Passion for working with disengaged communities

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Name: Ngunan Adamu

What do you do? Radio Producer/Presenter for BBC Radio Merseyside and a social entrepreneur

Why did this type of work interest you, and how did you get started?

I have always had a passion for working with disengaged and disadvantaged women and young people, using media, especially radio, to empower and educate the masses.

As a Nigerian scouser, my love for people and humanity came from my parents. In my father, a doctor working for the British Council, UN and WHO, I saw the passion that he put into his work, working on HIV/AIDS education for the African community on the stigma surrounding the virus and how to live a fulfilled life after diagnosis. However, it was his work with the mental health community internationally, that spurred me to want to work with communities but also to use journalism to highlight the issues facing them.

My mother, a strong woman raising three children in the UK on her own, demonstrated the power of giving, kindness and acceptance.  Our home was a half-way house for those suffering from mental health and refugees/asylum seekers. This gave me the skills needed to be accepting of others.

As a graduate trainee journalist, my first job was as a health report for Voice newspaper, which was a local newspaper based in Toxteth, Liverpool, writing stories that affected people’s health. This experience gave me access to the growing diverse community of Liverpool and the different organisations that tackled health and integration.

Because of my passion for disengaged and disadvantaged communities, my reputation grew amongst my BBC colleagues as the ‘Outreach girl’ giving me access to brilliant projects such as BBC News School Report, BBC Radio 1Xtra UTakeover, BBC Hackney Academy, BBC Step Up and Connecting Classrooms with the British Council; but also covering stories such as Stop and Search police powers, Gun and Gang Violence, teenage mothers etc…

I graduated with a BA (hons) in Journalism from Liverpool John Moores University in 2003 and I managed to get into the  BBC through work experience after several attempts of applying through the normal jobs portal route and I’ve been here ever since.

What part of this job do you personally find most satisfying? Most challenging?

I love covering personal stories of inspiration but also international stories that showcase the talent in Africa and the Caribbean, as my show is aimed at the African and Caribbean community.

The most challenging part of my job is the sensitive stories: in 2014 I was sent to Nigeria to cover the one year anniversary of the missing Chibok school girls as a foreign field producer, but was lucky to have reported on it for a few stations. It was a bitter sweet experience, it’s the type of story that journalists are waiting for but speaking to girls who had been at the school was heartbreaking.

However, on a day to day basis, the most challenging part is managing your time and understanding that you can’t do or cover everything.

What do you like and not like about working in this industry?

Every day is different, no one day is the same, in one week I interviewed Seal the singer, Gyptian the dancehall artist and Chuck D from Public Enemy, the following week I interviewed a woman who had been in a polyamorous relationship, the following week it was the floods in the Caribbean, so you can never predict your week.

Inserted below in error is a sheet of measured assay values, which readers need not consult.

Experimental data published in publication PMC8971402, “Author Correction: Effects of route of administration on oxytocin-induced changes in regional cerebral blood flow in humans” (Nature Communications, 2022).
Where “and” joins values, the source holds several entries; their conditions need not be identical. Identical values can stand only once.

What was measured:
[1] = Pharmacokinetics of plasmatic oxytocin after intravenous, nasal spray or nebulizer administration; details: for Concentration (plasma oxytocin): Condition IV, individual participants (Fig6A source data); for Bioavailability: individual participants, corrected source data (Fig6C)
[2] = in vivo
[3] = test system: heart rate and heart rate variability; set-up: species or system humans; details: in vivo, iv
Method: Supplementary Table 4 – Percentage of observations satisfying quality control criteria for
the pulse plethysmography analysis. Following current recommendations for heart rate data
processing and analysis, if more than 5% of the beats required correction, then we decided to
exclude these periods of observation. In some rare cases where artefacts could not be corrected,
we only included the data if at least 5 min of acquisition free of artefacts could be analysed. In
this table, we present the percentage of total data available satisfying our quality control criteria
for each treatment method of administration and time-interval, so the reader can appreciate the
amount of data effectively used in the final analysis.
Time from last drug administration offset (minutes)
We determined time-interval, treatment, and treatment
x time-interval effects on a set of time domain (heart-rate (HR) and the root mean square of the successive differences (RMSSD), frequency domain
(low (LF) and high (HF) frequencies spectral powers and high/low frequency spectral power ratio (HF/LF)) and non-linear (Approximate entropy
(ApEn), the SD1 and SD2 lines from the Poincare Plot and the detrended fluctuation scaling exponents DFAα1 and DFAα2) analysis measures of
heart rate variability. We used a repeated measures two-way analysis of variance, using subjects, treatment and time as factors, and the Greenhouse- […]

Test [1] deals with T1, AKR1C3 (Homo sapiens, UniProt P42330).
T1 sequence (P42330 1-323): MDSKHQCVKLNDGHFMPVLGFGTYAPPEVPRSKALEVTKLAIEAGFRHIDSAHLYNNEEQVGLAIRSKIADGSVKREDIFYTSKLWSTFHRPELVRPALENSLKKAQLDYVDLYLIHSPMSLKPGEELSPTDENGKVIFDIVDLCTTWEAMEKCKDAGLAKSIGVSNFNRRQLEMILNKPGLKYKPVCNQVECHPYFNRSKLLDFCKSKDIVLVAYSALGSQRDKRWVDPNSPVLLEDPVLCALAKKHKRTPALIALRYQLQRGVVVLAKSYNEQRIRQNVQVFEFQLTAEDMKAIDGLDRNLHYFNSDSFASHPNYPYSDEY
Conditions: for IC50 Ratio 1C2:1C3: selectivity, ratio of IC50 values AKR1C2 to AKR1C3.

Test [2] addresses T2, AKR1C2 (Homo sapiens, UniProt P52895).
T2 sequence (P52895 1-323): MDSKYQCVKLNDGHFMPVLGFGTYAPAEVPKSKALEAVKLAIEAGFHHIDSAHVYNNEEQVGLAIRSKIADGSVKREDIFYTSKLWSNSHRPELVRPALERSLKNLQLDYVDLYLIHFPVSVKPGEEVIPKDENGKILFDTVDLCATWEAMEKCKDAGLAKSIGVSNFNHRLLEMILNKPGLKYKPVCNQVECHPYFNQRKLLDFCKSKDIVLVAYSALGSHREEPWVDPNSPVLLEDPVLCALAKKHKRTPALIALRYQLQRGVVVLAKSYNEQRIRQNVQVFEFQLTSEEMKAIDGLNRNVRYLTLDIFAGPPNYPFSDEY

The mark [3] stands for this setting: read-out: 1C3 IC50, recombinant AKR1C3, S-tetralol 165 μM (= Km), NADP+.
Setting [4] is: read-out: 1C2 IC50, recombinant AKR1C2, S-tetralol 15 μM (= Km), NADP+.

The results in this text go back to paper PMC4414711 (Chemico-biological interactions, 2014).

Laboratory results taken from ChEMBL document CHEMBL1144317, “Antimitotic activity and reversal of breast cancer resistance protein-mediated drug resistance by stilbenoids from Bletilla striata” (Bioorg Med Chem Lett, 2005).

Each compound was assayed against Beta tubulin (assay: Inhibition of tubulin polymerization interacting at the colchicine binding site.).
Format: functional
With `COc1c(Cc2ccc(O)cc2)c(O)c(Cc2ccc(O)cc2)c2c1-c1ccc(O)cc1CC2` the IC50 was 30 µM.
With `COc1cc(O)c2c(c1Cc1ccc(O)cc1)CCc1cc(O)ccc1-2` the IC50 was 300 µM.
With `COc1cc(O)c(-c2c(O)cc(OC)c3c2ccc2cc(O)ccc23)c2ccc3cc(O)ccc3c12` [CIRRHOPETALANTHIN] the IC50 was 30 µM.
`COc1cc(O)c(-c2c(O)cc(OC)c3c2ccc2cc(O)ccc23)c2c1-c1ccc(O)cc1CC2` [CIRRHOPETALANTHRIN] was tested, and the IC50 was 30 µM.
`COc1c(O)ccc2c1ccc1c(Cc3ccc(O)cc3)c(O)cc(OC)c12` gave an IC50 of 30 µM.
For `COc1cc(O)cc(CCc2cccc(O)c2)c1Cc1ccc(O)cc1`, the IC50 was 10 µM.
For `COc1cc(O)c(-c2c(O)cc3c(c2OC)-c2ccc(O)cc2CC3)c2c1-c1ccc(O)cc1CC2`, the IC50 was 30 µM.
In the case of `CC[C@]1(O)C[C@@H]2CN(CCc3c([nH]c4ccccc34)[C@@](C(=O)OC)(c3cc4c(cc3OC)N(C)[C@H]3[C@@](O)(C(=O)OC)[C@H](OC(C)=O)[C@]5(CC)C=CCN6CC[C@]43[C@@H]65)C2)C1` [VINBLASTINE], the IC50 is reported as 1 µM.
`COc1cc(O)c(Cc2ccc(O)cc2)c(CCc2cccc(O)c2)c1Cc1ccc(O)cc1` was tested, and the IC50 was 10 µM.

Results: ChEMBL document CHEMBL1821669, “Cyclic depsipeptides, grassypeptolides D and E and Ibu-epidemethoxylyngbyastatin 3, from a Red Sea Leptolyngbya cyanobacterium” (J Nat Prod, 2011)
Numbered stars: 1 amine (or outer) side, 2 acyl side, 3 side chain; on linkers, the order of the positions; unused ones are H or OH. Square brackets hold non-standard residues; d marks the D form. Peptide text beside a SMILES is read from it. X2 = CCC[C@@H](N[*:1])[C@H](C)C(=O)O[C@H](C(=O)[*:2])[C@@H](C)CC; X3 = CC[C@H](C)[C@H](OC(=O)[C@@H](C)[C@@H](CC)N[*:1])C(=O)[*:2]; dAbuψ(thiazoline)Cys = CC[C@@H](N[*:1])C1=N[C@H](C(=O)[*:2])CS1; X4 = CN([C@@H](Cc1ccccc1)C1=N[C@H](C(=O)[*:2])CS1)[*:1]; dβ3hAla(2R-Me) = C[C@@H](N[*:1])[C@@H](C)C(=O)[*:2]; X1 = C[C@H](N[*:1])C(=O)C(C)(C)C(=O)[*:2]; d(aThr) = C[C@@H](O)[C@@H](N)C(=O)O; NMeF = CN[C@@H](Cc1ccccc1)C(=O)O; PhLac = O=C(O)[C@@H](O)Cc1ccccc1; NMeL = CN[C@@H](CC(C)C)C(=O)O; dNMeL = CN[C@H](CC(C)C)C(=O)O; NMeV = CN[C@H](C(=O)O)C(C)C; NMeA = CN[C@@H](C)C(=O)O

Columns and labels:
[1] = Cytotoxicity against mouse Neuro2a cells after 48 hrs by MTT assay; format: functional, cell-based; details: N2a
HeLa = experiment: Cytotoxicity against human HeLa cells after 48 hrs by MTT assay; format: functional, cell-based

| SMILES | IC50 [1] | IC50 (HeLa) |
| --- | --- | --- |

There’s nothing that I don’t like about the industry apart from the amount of hours you have to give to make sure that you have quality content

What are your long-term goals?

My long term goal, which I am currently working on, is to have my own online radio station and radio academy working with women over the age of 25.

What special advice do you have for a student seeking to qualify for this position?

Be passionate, stand out and do your research. When emailing a fellow journalist or producer, research what stories they have covered or shows they have worked on. Know the industry inside and out: know which papers are affiliated to certain political groups, get involved in your school or university papers, radio or TV stations, apply for work experience or shadowing opportunities.

Once you have done all of the above, email an editor or journalist and ask to meet for a tea or coffee, just to find out what their jobs entails and what their vision is for the industry or their department as well as what skills and experience they are looking for, but don’t forget to sell yourself.

From now on, you are a walking talking CV!

Do you have any special words of warning or encouragement as a result of your experience?

Always be prepared, don’t take your position for granted, once you lose passion for the industry it’s time to move on. I’ve worked for the BBC for almost 11 years and I’ve worked for so many different departments, some unrelated to journalism, but I picked up so many new skills and experiences – always be prepared for any opportunity.

My word of warning would be to not give up or be disheartened when things are not moving as fast as you would have liked and never be too familiar, although you might be in a creative environment you must always remain professional

My strongest assets/skills, areas of knowledge, personality traits and values are….

My strongest assets are being able to approach anyone and making interviewees feel relaxed and at ease during my interview.

My areas of knowledge are Africa, specifically Nigeria, music, women, youth and politics. However I do love health and wellbeing and technology

I’m passionate about being Nigerian and Scouse; And I value people, I am a humanist; I believe that everyone should be able to live a fulfilled and positive life and my job as a journalist to give the listeners the information to be able to make informed decisions through the stories I cover.

Some of Ngunan Adamu’s work may be found here.